Now, right off the bat, I should tell you that this post won’t include any instructions on exercise or nutrition. That doesn’t mean that I won’t be posting any in the future. I actually hope to do so regularly in the future. It’s just that I don’t consider myself any kind of expert in this area. Thus, I don’t want to be like every other remotely-in-shape guy online and start giving tips for people to follow. There’s already an over-abundance of fitness people online. Instead, I want to consult with one or more actual experts, have them give me and my followers (that would be you guys) a sort-of program to follow. Then, you’d see me post journal entries and progress updates, along with invitations for you guys to do the same. That’s at least the tentative plan right now. I’m still hammering out details and such. That said, feel free to leave feedback on if any of your guys would be interested in following along. I get asked about my workout routine every once in a while on YouTube and Tumblr and by email, so I figured I’d try to do you guys one better.
In the meantime, I wanted to share a bit with you guys about the origins of my newfound enthusiasm for exercise. As I said before, I’ve only been doing this gym thing regularly for less than a year (I first got my current gym membership in the middle of last October). Prior to that, while in school, I would attempt to start a regular workout routine about every semester or so. Each new routine would last about two weeks tops before I would just get overwhelmed with all of the stuff I used to do around campus: a double major, student films, circus (you read correctly), college radio…I had a pretty full plate.
I was a lanky kid for pretty much my entire childhood and adolescence. Just take a look at this photo. That’s me in high school. Aside from having long hair down to my shoulders, I was also pretty much a rail. Now I know there are probably a quite a few heavyset people out there rolling their eyes, thinking: “Oh great, you’ve been skinny your entire life. How sad for you…” But that didn’t stop me from feeling as insecure as anyone else who doesn’t have a perfect physique. It affected my confidence, which hindered my dating and romance abilities, plus it fed into my already-massive inferiority complex.
I was fortunate enough to have parents who insisted that I always be taking part in some sort of physical activity for my entire life. It started with me playing soccer as a little kid, then led to Tae Kwon Do for ten years, then took me from track and field to swimming in high school. While almost all of these activities kept my pretty poor diet at bay, they were also keeping me from gaining the kind of mass that guys typically want to gain. This was especially apparent in high school, where my shaggy mop and long, knobby body almost made me look like a clown. Meanwhile, some of the other guys on the team, the ones who had already been swimming club for years, had bodies that made my eyes wander in the locker room.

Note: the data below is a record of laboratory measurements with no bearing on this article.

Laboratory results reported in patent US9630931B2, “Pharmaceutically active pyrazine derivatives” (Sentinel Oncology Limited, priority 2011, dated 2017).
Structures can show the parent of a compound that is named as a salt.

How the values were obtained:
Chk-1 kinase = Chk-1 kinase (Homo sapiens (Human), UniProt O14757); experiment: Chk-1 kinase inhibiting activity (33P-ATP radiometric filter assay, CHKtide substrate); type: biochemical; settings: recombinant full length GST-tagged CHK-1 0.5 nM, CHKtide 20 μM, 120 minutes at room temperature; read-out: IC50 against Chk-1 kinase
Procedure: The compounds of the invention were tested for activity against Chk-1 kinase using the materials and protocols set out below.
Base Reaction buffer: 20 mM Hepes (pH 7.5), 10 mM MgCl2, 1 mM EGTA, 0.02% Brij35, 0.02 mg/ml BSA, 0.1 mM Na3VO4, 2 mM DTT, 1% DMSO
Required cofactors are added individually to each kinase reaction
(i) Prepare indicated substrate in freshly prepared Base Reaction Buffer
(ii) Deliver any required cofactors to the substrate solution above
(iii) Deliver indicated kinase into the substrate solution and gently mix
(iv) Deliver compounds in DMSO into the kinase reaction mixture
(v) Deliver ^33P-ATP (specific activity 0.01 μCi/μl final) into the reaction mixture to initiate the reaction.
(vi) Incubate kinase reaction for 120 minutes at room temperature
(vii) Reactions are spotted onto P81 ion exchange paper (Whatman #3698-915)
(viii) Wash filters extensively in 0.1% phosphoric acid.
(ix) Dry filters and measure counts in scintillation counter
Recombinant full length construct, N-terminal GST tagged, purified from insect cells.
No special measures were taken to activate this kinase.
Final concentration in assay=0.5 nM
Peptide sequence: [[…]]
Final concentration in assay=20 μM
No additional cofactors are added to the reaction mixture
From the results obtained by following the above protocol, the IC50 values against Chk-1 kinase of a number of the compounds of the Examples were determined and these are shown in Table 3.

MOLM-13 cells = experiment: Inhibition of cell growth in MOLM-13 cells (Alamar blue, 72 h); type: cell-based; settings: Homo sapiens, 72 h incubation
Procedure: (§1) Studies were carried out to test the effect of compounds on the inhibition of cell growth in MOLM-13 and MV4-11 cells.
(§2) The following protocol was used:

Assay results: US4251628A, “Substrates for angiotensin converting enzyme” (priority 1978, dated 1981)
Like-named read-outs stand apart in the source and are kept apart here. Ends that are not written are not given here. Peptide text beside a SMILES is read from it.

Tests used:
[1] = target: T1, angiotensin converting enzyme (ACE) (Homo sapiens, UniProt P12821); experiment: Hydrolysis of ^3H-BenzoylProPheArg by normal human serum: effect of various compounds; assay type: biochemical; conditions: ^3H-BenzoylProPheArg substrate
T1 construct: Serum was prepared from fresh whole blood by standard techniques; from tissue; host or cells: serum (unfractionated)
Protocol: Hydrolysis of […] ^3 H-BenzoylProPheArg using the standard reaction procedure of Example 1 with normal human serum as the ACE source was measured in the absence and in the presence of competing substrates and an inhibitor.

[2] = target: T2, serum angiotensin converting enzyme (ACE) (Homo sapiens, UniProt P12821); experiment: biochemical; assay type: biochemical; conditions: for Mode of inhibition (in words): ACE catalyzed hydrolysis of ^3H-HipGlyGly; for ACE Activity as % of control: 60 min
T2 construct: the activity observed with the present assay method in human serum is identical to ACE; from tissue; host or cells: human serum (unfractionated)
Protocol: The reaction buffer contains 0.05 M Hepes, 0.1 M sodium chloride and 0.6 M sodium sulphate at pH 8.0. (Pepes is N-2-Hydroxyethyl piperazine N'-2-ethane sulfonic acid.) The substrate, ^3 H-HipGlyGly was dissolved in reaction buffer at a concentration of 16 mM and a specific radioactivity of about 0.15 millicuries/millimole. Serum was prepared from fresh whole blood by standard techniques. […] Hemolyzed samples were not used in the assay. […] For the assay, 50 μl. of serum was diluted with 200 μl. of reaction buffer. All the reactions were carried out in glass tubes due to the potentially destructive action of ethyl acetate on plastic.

I went to college retaining a lot of the eating habits from my swim team days. Since I wasn’t physically active anymore, I fell prey to the Freshman 15, and got a nice amount of flab around my mid-section. I wanted to start using the school’s three-story, state-of-the-art gym facility. But I could never enjoy my time there, since it was always teeming and packed with spandex-clad sorority sluts and sweating, preening, frat-tank-wearing jack-offs. This might explain why my workout habits never stuck. Luckily, I joined the FSU Circus the next year, and got my first taste of “filling out”. As a male aerialist, you do a lot of partner-lifting, and your body starts putting on muscle mass just for the sake of your survival. Finally, for the first time in my life, I was starting to feel good about my physique.
Shortly afterward, though, I came out. While coming out does nothing at all to a person’s physique, it can alter one’s perception just a bit. Gay men are consistently stereotyped as being vain and body-obsessed, but we all know that there’s a bit of truth to that generalization. I know, because I immediately began to feel self-conscious again. I was consistently finding myself objectified and having my physically picked apart and critiqued. Luckily, the feedback was mostly positive, but I found myself obsessing over my appearance much more than before. Sure, I was starting to fill out my arms, chest, and shoulders, but my stomach was still a pit paunchy, especially when judged up against Will’s incredibly slender frame. Of course he, being the sweetheart that he is, would make it a point to reassure my insecurities almost daily, which did very well to keep them at bay.